By the time Pete Simmons wakes up from his vodka nap, there are half a dozen cars at the Mile 81 rest stop. But two kids and a horse are the only living things left...unless you maybe count the wagon. With the heart of Stand By Me and the genius horror of Christine, Mile 81 is Stephen King unleashing his imagination as he drives past one of those road signs.
In the bonus story "The Dune," originally published in Granta's October 2011 horror issue, retired Florida Supreme Court Judge Harvey Beecher tells his lawyer about a mysterious sand dune on an unnamed island a short distance off the Gulf coastline of his family's property. Harvey first visited the island at the age of ten in 1932, after his grandfather, a scoundrel and land speculator who'd created the family fortune, told him Blackbeard's treasure might be buried there. Traveling to the island became a daily addiction for Harvey...and now his lawyer is about to discover the shocking reason why.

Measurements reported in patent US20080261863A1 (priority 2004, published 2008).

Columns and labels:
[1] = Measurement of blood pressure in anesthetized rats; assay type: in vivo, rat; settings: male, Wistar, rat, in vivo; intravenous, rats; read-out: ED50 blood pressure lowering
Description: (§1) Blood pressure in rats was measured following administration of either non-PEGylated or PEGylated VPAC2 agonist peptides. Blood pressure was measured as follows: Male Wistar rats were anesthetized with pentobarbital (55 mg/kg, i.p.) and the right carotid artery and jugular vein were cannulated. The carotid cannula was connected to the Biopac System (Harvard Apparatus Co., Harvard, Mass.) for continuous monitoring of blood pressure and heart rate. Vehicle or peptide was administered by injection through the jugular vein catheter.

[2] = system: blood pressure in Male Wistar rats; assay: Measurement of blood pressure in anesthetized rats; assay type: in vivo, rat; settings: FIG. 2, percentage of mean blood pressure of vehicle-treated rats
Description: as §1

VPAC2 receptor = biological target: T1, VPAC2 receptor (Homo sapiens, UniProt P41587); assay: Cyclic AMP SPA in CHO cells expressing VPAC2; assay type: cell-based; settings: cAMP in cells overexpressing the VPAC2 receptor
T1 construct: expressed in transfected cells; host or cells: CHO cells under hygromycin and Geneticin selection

Publishers Weekly® Reviews
- Reviewed in: Publishers Weekly, page .
- Review Date: 2012-03-26
- Reviewer: Staff
In King’s short story, just off the highway in Maine a mud-covered car sits quietly at an abandoned rest stop where a young boy named Pete Simmons is exploring a boarded-up burger joint. But his innocent excursion becomes a nightmare when the car reveals itself to be an unearthly predator, luring unsuspecting passersby to a hideous fate. Thomas Sadoski provides smooth, matter-of-fact narration that acts as a counterpoint to the chilling and unnerving story line. In the bonus story, “The Dune,” former judge Harvey Beecher is addicted to visiting a certain sand dune located on a small island just off the coast of his old family estate on Pelican Point, Fla. Knowing his time is short, the 90-year-old reveals to his lawyer the preternatural messages he finds written in the sand during his visits. Edward Herrmann brings Beecher to life in what is essentially a monologue with a soft, craggy, Southern accent that acknowledges the character’s age, but shows an underlying strength fitting for a former judge. And that voice is a perfect match for the story’s spine-tingling conclusion. (Jan.)